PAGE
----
We’ve known for some time that the visual social network Pinterest has a knack for driving traffic to certain online glossy pubs. But now we’re learning just how influential Pinterest is in referral traffic and even e-commerce, just as the giant network starts selling Promoted Pins and a self-service version for smaller businesses. And with its catalogue of over 30 billion unique pins, Pinterest is rivaling Google and Bing as the go-to image search, and even rolled out its improved Guided Search earlier this year. On this week’s episode of the Mediatwits podcast, we’ll be discussing how marketers, retailers and media publications are using Pinterest to engage audiences. We’ll be joined by Christine Haughney from New York Times, Bob Gilbreath of Pinterest marketing firm Ahalogy, and Kate Lewis, who is VP of content operations for Hearst Publications. We’ll also have regular Mediatwit Andrew Lih from American University and host Mark Glaser from PBS MediaShift, along with Fannie Cohen producing.
Listen to the Mediatwits and follow us on SoundCloud!
Thanks to SoundCloud for providing audio support.
Subscribe to the Mediatwits audio version via iTunes.
Follow @TheMediatwits on Twitter.
Subscribe to our YouTube Channel.
Mark Glaser is executive editor of MediaShift and Idea Lab. He is a longtime freelance writer and editor, who has contributed to magazines such as Entertainment Weekly, Wired and Conde Nast Traveler, and websites such as CNET and the Yale Global Forum. He lives in San Francisco with his wife Renee and son Julian. You can follow him on Twitter @mediatwit.
Andrew Lih is a new media journalist and associate professor of journalism at the American University School of Communication. He is the author of “The Wikipedia Revolution” (Hyperion 2009, Aurum UK 2009) and is a noted expert on online collaboration and journalism. He is a veteran of AT&T Bell Laboratories and in 1994 created the first online city guide for New York City (www.ny.com). Follow him on Twitter @fuzheado.
Christine Haughney covers the newspaper and magazine industries for The New York Times media desk. Before joining the media desk, she covered transportation and real estate for the metro desk for nearly four years. She joined The New York Times in 2006 to report for the real estate desk. Before joining The Times, she reported on commercial real estate for the Wall Street Journal and Crain’s New York Business. She has also written for the Washington Post.
Bob Gilbreath is Co-Founder and President of Ahalogy, a Pinterest marketing company that works with companies such as P&G, Kraft and Kellogg’s. Previously, Bob was a partner at digital agency, Bridge Worldwide, which was acquired by WPP. Post-acquisition, Bob became Chief Strategy Officer of POSSIBLE. Bob is the author of The Next Evolution of Marketing: Connect with your Customers by Marketing with Meaning (McGraw-Hill). His career started in marketing at Procter & Gamble, where he launched Mr. Clean Magic Eraser and was named an Advertising Age Top 50 Marketer.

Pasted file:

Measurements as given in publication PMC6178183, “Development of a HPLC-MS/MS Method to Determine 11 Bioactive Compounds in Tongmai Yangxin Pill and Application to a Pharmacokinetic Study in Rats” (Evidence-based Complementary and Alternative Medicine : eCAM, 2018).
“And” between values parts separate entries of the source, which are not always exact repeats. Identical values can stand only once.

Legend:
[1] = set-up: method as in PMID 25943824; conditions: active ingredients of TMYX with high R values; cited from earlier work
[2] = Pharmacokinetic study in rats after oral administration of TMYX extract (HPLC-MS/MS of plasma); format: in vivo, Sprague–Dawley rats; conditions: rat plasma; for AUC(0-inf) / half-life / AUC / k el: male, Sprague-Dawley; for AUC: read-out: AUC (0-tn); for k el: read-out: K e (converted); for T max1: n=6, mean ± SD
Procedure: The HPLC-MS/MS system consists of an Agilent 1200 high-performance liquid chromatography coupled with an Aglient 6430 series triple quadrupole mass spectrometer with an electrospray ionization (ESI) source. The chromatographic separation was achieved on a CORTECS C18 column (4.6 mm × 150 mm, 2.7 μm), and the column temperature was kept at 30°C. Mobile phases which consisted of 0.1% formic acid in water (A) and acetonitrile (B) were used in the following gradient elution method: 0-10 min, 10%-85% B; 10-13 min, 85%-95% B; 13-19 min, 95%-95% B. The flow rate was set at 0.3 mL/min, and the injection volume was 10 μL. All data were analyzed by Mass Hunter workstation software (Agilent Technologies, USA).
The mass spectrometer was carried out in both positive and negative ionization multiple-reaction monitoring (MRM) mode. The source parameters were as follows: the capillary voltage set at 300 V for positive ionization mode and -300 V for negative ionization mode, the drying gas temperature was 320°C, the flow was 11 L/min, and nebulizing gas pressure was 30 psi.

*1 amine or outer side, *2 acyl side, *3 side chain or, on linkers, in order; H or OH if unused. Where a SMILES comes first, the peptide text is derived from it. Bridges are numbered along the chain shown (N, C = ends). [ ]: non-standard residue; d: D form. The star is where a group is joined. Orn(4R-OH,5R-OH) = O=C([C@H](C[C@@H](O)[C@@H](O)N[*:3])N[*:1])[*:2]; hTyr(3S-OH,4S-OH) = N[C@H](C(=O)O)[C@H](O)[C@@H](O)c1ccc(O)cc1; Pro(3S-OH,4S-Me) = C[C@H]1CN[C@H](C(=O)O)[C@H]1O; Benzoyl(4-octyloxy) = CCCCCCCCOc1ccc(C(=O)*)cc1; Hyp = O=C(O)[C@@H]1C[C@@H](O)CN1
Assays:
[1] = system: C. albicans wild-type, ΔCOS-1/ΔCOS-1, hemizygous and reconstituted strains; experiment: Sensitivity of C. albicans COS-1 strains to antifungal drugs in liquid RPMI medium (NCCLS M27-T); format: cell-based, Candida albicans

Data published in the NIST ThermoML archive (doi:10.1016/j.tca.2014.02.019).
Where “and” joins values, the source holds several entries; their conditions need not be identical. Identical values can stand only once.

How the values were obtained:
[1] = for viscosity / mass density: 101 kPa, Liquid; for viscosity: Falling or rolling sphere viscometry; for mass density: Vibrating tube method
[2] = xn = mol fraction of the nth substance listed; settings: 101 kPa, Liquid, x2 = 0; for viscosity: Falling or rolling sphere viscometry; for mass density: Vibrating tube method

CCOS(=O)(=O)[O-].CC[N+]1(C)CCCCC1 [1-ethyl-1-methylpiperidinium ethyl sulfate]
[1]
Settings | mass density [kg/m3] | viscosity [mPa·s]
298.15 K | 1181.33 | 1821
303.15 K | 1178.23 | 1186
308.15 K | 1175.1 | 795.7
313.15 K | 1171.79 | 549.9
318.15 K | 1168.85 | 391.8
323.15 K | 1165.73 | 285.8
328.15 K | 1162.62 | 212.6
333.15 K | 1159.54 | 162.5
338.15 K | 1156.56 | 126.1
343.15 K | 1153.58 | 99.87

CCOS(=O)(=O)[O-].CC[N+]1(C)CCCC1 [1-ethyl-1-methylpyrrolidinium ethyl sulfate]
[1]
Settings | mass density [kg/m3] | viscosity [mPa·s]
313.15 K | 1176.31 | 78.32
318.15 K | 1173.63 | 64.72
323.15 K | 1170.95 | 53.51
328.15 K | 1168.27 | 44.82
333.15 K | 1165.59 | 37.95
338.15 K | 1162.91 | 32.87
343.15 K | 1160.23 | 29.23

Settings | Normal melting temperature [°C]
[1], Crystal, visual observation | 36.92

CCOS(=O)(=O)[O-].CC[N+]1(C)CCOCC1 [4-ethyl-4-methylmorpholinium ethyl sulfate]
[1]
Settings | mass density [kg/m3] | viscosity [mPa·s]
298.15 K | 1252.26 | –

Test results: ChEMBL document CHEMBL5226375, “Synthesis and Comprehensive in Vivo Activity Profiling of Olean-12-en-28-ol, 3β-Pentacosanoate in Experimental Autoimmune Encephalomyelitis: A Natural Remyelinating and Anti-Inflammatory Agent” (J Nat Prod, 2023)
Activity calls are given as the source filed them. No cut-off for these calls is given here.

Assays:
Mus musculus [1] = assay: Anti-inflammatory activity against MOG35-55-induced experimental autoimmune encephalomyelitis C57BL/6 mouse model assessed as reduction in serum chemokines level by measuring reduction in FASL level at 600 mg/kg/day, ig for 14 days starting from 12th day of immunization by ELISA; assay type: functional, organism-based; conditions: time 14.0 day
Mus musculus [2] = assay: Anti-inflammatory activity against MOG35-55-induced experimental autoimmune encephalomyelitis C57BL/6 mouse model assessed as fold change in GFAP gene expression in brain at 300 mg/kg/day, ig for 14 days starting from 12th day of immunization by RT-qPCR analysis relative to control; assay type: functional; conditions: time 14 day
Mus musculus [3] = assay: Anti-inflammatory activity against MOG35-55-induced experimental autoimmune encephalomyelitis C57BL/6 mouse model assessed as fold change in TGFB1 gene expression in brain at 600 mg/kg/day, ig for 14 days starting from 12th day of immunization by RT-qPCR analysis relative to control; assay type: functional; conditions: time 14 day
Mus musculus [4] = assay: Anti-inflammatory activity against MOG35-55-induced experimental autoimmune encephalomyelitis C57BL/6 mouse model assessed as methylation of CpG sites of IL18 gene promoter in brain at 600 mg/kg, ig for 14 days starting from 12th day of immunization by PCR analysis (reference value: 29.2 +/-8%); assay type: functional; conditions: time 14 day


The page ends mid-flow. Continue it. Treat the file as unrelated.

Kate Lewis is VP of content operations at Hearst Magazines Digital Media. In this position, Lewis is responsible for managing content groups across the Hearst Magazines Digital Media portfolio and collaborating with editorial teams on content strategy, as well as with technology and product groups. Hearst Magazines Digital Media is comprised of 18 websites, including Cosmopolitan.com, Esquire.com, Elle.com, CarandDriver.com, and GoodHousekeeping.com, and attracts more than 100 million unique visitors and 740 million page views monthly.
Since its birth 4 years ago, Pinterest has become a major source of referrals to digital publications, and is the leader in e-commerce referrals.The visually rich layout and improved Guided Search capability allow users to connect with and discover professionally produced content. With its 70% female user base, Pinterest is the leading driver of traffic to Self magazine online, beating out Facebook and Twitter. BuzzFeed gets more click-throughs from Pinterest than Twitter. Hearst Digital has seen that evergreen stories tend to have a second life on the platform, sometimes gaining popularity months after publication. Harper’s Bazaar and Cosmopolitan have also attracted large followings on the platform. Pinterest is the second largest source of referrals behind Facebook, with more referrals than Reddit and Twitter combined.
Despite hugely successful rounds of funding that have valued the company at $5 billion, Pinterest has only begun to sell ads this year. In May, the network debuted its ad product Promoted Pins with a handful of large national brands such as ABC Family, Gap, and Nestle, commanding up to $2 million for a six month commitment. Soon after, the social network opened the floodgates to smaller businesses with a self-serve cost-per-click version where partners only pay if users click through the pin. They’re also opening their data up to third party marketing suites such as Hootsuite and Salesforce to better help marketers engage. Pinterest-specific marketing firm Ahalogy has also entered the fray promising rich content and optimization of the site for brands. As a retail channel, Pinterest drives 23% of all social mediated sales. Users also spend more money clicking through Pinterest than other sources, including Facebook.
Fannie Cohen is the managing producer for the Mediatwits Podcast. Her work has appeared on WNYC New York Public Radio and SiriusXM. You can follow her @yofannie